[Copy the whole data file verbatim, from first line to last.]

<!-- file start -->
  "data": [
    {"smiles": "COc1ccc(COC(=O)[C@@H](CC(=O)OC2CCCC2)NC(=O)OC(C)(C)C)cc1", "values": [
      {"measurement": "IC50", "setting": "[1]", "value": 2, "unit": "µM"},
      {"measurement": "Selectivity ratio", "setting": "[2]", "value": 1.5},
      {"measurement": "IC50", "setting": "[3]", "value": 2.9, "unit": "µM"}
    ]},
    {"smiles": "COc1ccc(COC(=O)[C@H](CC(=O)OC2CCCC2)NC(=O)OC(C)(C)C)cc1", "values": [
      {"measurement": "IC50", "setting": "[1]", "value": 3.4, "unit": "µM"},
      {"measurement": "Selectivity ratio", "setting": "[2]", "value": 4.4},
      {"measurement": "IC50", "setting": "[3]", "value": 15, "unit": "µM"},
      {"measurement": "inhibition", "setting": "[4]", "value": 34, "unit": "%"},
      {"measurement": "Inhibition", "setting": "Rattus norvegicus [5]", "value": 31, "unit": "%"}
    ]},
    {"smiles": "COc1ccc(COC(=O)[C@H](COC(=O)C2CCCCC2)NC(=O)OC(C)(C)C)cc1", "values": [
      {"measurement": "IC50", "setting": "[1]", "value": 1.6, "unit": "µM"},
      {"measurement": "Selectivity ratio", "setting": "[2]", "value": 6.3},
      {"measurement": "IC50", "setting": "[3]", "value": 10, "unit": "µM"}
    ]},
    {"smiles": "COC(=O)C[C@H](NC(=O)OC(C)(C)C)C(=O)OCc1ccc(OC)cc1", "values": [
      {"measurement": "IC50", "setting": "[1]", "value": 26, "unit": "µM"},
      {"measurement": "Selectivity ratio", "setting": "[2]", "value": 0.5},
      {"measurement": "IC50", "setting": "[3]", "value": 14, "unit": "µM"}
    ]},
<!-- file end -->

  "data": [
    {"smiles": "COc1ccc(COC(=O)[C@@H](CC(=O)OC2CCCC2)NC(=O)OC(C)(C)C)cc1", "values": [
      {"measurement": "IC50", "setting": "[1]", "value": 2, "unit": "µM"},
      {"measurement": "Selectivity ratio", "setting": "[2]", "value": 1.5},
      {"measurement": "IC50", "setting": "[3]", "value": 2.9, "unit": "µM"}
    ]},
    {"smiles": "COc1ccc(COC(=O)[C@H](CC(=O)OC2CCCC2)NC(=O)OC(C)(C)C)cc1", "values": [
      {"measurement": "IC50", "setting": "[1]", "value": 3.4, "unit": "µM"},
      {"measurement": "Selectivity ratio", "setting": "[2]", "value": 4.4},
      {"measurement": "IC50", "setting": "[3]", "value": 15, "unit": "µM"},
      {"measurement": "inhibition", "setting": "[4]", "value": 34, "unit": "%"},
      {"measurement": "Inhibition", "setting": "Rattus norvegicus [5]", "value": 31, "unit": "%"}
    ]},
    {"smiles": "COc1ccc(COC(=O)[C@H](COC(=O)C2CCCCC2)NC(=O)OC(C)(C)C)cc1", "values": [
      {"measurement": "IC50", "setting": "[1]", "value": 1.6, "unit": "µM"},
      {"measurement": "Selectivity ratio", "setting": "[2]", "value": 6.3},
      {"measurement": "IC50", "setting": "[3]", "value": 10, "unit": "µM"}
    ]},
    {"smiles": "COC(=O)C[C@H](NC(=O)OC(C)(C)C)C(=O)OCc1ccc(OC)cc1", "values": [
      {"measurement": "IC50", "setting": "[1]", "value": 26, "unit": "µM"},
      {"measurement": "Selectivity ratio", "setting": "[2]", "value": 0.5},
      {"measurement": "IC50", "setting": "[3]", "value": 14, "unit": "µM"}
    ]},